ERP vendor IFS is adding a measure of enterprise asset management with its acquisition of Ultimo Software Solutions.
Ultimo’s EAM software is a SaaS that’s aimed at midmarket companies, and will complement IFS Cloud’s enterprise platform EAM capabilities, according to Marne Martin, president of service management, EAM and global industry at IFS.
Founded in 1988 and based in the Netherlands, Ultimo has 180 employees and over 2,000 customers, primarily in Europe, according to the company. Terms of the deal were not disclosed, and the acquisition is expected to close in third quarter of 2022.
Ultimo’s EAM software integrates with several enterprise platforms. Shortly after the acquisition was announced, for example, Ultimo was certified for integration with the SAP S/4HANA ERP system.
Analysts said it makes sense for IFS, providing the company with more options as the market for EAM services continues to grow.
New opportunities for SaaS EAM software
IFS is prioritizing “asset-centric service,” Martin said, and there are emerging needs for EAM applications that are integrated into an ERP platform like IFS Cloud, but there’s also an opportunity for point EAM software applications that are faster to implement and have quicker return on value.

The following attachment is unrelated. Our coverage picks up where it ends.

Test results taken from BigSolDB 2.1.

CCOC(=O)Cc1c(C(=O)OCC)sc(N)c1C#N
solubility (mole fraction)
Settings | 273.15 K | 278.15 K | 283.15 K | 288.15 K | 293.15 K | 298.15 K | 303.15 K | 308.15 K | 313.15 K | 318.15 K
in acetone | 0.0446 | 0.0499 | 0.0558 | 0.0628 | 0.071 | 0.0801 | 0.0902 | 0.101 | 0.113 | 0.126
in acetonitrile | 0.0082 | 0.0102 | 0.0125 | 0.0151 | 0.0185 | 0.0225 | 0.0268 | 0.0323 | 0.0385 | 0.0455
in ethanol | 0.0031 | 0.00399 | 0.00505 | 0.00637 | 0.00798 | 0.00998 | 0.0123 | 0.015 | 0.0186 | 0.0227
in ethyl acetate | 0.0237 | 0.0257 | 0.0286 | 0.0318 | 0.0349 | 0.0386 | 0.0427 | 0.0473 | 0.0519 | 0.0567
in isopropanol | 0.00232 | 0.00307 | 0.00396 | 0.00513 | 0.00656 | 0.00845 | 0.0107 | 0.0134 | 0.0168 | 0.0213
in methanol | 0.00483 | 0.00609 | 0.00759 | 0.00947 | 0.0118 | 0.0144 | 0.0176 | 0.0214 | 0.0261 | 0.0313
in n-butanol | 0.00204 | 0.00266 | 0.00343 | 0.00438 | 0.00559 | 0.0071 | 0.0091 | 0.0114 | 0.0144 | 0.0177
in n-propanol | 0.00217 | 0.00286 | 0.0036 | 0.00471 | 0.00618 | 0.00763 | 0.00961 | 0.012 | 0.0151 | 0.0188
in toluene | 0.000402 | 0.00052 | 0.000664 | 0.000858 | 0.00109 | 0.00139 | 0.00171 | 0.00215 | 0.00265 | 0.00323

“There are quite a few manufacturing organizations that are moving to EAM for the first time and having it separate from their ERP,” Martin said. “You also have organizations around the world that are lacking the asset intelligence they need to start asset-centric service campaigns.”
Ultimo’s EAM software enables IFS to expand its offerings to meet a big opportunity in the midmarket area, while maintaining an enterprise platform, she said. Enterprise customers will continue to look to IFS Cloud for a broad EAM strategy, but can look to Ultimo if they need an EAM project that can be spun up in a matter of a few weeks or months.
“The midmarket addressable market is very large, so we don’t need to take Ultimo up into the enterprise space,” Martin said. “But opportunistically, to meet what our customers want from us, there may be times that we sell Ultimo rather than IFS Cloud.”
Marne MartinPresident of service management, EAM and global industry, IFS
Previously, people have thought about EAM primarily as a fixed asset register to track assets that they have invested in, according to Martin. But now EAM is becoming a more valuable business function for large and midmarket companies alike, as they increasingly need data about assets in order to move to servitization and circular economy business models.
“Now companies are really thinking about risk and condition-based maintenance and getting outcomes from these assets,” she said. “There’s a lot of money that’s been invested in assets that have already been deployed, so you have to have the right intelligence and insights to drive the financial outcomes and uptime outcomes that businesses need.”
Meeting the market for EAM software